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Wife fails to establish interest in property

If the creditors of one spouse seek to recover the debt owed to them against the matrimonial home then obviously the other spouse will wish to protect their interest in the property. If the property is owned jointly then it should be a simple matter to prove the value of their interest, but what if the property is in the sole name of the debtor spouse?

The most common scenario here is when the debtor spouse is made bankrupt, and the trustee in bankruptcy obtains an order that the house is sold. If the house is clearly owned by the debtor and his/her spouse in equal shares then the trustee will only receive half of the proceeds of sale, to pay to the creditors. On the other hand, if the house is owned solely by the debtor spouse then the trustee will receive the entire proceeds of sale.

It is therefore critical that if the property is ‘owned’ solely by the debtor spouse and the non-debtor spouse seeks a share they must prove that they have an interest in the property. This is normally done by reference to principles that we most often see in cohabitees cases, where one cohabitee claims a share in the property they jointly occupied, which was owned by the other cohabitee. The principles can be quite complicated, but usually involve the non-owner claiming that a trust had been created giving them a share in the property. The trust can be expressly set out in a declaration of trust, it can be ‘constructive’, coming from a joint intention between the parties that the non-owner had an interest, or ‘resulting’, coming from the fact that the non-owner contributed a significant sum towards the purchase or improvement of the property.

I say all of this to (hopefully) clarify what was going on in the case Sparkasse Koln Bonn v Cutts & Another, which concerned a wife’s attempts to establish an interest in the matrimonial home which was in the husband’s sole name, and which the husband’s creditor was seeking to have sold so that the debt could be repaid. The husband owed the creditor some £1.3 million. We are not told the present value of the property, but presumably its net value was worth less than £2.6 million, as the wife was arguing that she had a half share, which would therefore have ‘saved’ part of the net proceeds from falling into the clutches of the creditor.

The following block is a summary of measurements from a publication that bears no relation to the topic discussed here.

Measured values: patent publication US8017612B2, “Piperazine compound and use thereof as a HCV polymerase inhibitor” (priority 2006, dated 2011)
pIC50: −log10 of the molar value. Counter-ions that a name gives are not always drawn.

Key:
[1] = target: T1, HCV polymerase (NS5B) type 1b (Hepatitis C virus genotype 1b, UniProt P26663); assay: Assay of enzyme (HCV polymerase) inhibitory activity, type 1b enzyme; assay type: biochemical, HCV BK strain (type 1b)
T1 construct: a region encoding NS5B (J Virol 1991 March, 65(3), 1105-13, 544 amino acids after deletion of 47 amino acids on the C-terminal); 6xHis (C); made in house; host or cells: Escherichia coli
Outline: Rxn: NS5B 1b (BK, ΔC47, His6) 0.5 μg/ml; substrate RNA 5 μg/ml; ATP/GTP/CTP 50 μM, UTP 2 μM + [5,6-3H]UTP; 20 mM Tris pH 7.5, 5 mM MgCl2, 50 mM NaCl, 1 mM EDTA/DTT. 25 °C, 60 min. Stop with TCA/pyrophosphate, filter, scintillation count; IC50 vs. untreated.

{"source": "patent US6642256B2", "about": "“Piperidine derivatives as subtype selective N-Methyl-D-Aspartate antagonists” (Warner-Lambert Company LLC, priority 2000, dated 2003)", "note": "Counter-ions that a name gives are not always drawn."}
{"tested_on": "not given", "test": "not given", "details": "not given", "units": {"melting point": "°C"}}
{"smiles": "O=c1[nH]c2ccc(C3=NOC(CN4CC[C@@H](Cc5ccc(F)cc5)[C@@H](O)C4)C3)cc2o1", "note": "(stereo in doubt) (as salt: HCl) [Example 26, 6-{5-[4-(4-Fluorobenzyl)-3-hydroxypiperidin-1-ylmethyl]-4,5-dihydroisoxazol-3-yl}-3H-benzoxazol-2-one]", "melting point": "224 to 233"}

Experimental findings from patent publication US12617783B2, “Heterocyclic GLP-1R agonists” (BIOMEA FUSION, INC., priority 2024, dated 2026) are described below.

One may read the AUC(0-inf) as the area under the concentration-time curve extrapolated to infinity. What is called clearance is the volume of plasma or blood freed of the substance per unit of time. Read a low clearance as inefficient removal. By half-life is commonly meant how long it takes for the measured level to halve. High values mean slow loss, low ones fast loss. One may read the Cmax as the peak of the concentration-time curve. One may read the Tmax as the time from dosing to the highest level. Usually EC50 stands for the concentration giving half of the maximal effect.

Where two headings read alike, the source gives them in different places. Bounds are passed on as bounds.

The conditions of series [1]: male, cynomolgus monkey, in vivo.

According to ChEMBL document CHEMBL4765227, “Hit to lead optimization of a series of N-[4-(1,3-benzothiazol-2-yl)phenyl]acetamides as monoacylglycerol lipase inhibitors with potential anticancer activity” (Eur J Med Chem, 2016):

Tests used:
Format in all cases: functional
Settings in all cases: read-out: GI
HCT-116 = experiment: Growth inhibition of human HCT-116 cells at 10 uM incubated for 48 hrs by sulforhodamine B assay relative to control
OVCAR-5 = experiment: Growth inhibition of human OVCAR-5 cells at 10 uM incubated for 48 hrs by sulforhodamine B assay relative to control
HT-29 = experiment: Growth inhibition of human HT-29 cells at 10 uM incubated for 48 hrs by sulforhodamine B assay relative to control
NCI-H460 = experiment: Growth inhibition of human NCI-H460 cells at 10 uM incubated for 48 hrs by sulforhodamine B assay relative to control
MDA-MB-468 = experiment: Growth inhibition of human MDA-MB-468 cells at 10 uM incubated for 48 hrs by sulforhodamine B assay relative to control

The property was originally purchased as three flats by the husband in 2002. The flats were subsequently combined into one property, in which the husband and the wife resided. It was not until the wife became aware last year that the creditor was seeking to have the property sold that she asserted, for the first time, that she had an interest in the property.

The wife put forward three arguments to support her claim:

  1. That she and the husband had signed a declaration of trust in 2003, stating that she had a half interest in the property.
  2. Alternatively, that a constructive trust had arisen, as she and her husband had a common intention that she should have an equal share.
  3. That in the further alternative, a resulting trust had arisen, due essentially to her contributions towards the property.